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Story pick: Defending a killer on Death Row

By Annys Shin

Last week, Washington Post reporter Maria Glod wrote eloquently about watching the execution of Teresa Lewis die for plotting to kill her husband and stepson eight years ago. Reading Glod's moving description of Lewis's death, I couldn't help but notice the reference to Lewis's lawyer, Jim Rocap, whom Glod described as "a man who fought to save her and I knew would be devastated by her death."

There are plenty of people who can't stomach the idea of defending criminals, let alone fighting to save the life of someone who has been convicted of helping to take two other lives. Often, even the people who take on those cases may never have imagined they would be in that position. Rocap, for instance, is, according to his law firm bio, a partner in the Washington office of Steptoe & Johnson, the sort of firm that, if it deals with criminal activity, usually sticks with the white-collar variety. Rocap, according to the firm's website, has built a career around complex civil litigation, with an emphasis on large insurance coverage disputes. He volunteered to take on the legally complex, emotionally wrenching, and arguably thankless task of trying to save Lewis from execution.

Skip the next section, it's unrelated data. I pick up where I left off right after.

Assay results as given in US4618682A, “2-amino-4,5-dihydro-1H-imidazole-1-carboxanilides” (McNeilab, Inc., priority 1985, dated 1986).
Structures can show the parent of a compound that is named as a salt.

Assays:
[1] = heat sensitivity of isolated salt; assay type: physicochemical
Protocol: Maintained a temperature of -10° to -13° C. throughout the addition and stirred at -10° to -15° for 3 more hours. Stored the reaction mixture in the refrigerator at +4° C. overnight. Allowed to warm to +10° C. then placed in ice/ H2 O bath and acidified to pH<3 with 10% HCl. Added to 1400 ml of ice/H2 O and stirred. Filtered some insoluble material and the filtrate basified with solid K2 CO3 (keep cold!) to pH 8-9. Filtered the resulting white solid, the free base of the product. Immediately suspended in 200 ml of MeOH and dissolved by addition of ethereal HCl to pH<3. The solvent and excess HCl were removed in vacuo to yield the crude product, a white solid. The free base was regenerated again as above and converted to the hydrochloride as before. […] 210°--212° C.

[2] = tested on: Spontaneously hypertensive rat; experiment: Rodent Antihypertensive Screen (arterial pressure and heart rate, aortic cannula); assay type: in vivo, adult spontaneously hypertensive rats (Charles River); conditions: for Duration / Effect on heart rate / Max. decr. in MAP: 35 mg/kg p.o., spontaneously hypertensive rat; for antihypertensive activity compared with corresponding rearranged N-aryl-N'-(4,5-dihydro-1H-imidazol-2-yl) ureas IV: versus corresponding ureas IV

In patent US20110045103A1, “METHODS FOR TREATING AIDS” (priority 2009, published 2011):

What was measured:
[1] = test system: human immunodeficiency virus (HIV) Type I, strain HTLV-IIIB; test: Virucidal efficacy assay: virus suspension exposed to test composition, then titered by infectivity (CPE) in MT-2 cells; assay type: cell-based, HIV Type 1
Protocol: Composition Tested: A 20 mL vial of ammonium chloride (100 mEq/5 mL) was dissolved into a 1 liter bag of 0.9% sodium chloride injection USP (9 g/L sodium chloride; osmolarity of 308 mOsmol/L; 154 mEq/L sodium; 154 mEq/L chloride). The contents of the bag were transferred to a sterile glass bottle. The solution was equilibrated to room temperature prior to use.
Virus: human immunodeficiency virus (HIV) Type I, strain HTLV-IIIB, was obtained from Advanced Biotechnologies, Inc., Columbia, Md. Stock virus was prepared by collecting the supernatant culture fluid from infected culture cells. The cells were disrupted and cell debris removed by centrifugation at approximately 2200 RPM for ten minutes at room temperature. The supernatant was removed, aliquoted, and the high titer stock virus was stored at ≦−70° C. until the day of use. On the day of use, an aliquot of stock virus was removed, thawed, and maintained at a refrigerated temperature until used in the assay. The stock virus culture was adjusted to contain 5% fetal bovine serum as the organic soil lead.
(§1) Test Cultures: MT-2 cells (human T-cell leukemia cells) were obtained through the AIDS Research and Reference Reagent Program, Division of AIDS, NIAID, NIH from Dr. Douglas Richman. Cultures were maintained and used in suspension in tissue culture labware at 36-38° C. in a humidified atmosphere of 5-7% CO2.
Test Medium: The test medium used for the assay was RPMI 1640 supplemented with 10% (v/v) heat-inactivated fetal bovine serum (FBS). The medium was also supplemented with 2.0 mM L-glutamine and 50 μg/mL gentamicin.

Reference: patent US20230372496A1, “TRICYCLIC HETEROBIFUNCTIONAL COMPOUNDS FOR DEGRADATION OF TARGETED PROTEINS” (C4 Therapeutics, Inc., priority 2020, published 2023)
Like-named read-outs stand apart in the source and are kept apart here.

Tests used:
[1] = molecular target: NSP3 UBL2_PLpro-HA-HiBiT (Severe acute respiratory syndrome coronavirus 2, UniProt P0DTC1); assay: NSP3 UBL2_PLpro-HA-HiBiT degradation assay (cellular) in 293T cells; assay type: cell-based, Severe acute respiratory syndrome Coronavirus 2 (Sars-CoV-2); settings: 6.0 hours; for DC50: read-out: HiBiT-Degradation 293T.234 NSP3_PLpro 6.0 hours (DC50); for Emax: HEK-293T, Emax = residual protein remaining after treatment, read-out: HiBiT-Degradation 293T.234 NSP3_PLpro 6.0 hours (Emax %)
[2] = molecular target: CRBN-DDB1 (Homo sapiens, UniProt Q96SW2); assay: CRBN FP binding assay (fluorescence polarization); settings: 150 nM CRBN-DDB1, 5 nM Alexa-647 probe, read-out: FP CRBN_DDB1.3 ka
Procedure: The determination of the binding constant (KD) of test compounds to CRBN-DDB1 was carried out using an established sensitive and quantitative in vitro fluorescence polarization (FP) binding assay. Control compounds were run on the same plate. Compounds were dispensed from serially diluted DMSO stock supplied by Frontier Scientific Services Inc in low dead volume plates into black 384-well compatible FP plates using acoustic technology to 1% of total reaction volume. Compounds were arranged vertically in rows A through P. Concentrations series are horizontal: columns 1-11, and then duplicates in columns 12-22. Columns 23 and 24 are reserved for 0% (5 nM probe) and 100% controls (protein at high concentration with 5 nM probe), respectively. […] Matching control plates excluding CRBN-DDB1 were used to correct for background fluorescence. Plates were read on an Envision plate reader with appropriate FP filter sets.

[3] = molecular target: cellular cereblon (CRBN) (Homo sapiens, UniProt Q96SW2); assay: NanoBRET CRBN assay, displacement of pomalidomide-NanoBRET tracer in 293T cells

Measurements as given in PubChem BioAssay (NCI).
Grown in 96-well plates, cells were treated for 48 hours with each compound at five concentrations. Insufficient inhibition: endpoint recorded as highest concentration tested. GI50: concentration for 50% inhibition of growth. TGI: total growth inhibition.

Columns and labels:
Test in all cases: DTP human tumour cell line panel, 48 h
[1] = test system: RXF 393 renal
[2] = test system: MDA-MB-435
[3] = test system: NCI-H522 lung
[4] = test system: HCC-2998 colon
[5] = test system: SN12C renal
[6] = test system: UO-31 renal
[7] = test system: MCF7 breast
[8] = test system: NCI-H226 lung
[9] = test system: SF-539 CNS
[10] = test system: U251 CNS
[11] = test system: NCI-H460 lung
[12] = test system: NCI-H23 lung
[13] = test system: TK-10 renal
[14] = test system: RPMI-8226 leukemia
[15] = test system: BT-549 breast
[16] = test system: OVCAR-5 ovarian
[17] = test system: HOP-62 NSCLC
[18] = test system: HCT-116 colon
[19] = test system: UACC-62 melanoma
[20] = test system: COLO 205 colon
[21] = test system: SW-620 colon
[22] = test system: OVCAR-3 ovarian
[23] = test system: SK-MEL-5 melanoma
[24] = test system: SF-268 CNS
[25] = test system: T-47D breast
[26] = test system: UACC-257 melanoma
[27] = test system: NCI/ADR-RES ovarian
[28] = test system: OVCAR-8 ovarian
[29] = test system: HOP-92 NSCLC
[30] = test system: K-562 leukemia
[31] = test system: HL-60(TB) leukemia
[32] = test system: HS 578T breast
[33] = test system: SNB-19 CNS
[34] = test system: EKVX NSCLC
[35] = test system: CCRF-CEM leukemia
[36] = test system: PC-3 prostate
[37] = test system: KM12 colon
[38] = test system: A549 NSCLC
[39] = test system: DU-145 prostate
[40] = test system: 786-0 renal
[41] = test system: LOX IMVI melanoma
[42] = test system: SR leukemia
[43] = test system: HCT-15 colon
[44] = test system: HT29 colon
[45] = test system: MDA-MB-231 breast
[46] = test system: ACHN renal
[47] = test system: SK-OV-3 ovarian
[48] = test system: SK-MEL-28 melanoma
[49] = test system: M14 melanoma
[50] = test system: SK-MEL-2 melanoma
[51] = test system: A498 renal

I don't know exactly how Rocap spent the last few days leading up to the execution. But I have an inkling, thanks to an incredible 1996 piece by then-Washington City Paper staff writer John Cloud about Paul Khoury, another white shoe lawyer who took on a death penalty case. His client, Joe Payne, was convicted of incinerating a fellow inmate inside prison.

The last-minute scramble to save Payne's life is riveting on its own. But so is Khoury's own journey. By taking Payne's case, he came to see the justice system in a different light, one that he probably would never have seen had he stuck to representing companies that do business with the government. As Cloud writes:

The Supreme Court has declined to hear Payne's case, by a vote of seven to two. The justices issued no written statements. Though Khoury expected the decision, tears well in his eyes. Now Payne's life rests in [then-Virginia Gov.] George Allen's hands.

What Khoury knew at that moment, but did not fully articulate until later, is that the judicial system--from trial court to Supreme Court--had just failed Joseph Payne Sr. Tragically, the courts had left Payne's fate up to a politician. When Khoury first took this case, he didn't believe the system could collapse as miserably as it did. But of course, when he first took the case, he thought Joe Payne was almost certainly guilty.

Regardless of how you feel about the efficacy of the death penalty, Khoury's story is compelling reading and, like Glod's piece, not easily forgotten.

By Annys Shin  | September 27, 2010; 8:12 AM ET
Categories:  Story Picks  | Tags:  Jim Rocap, Joe Payne, John Cloud, Joseph Payne, Maria Glod, Paul Khoury, Teresa Lewis, capital punishment, death penalty, death penalty lawyers  
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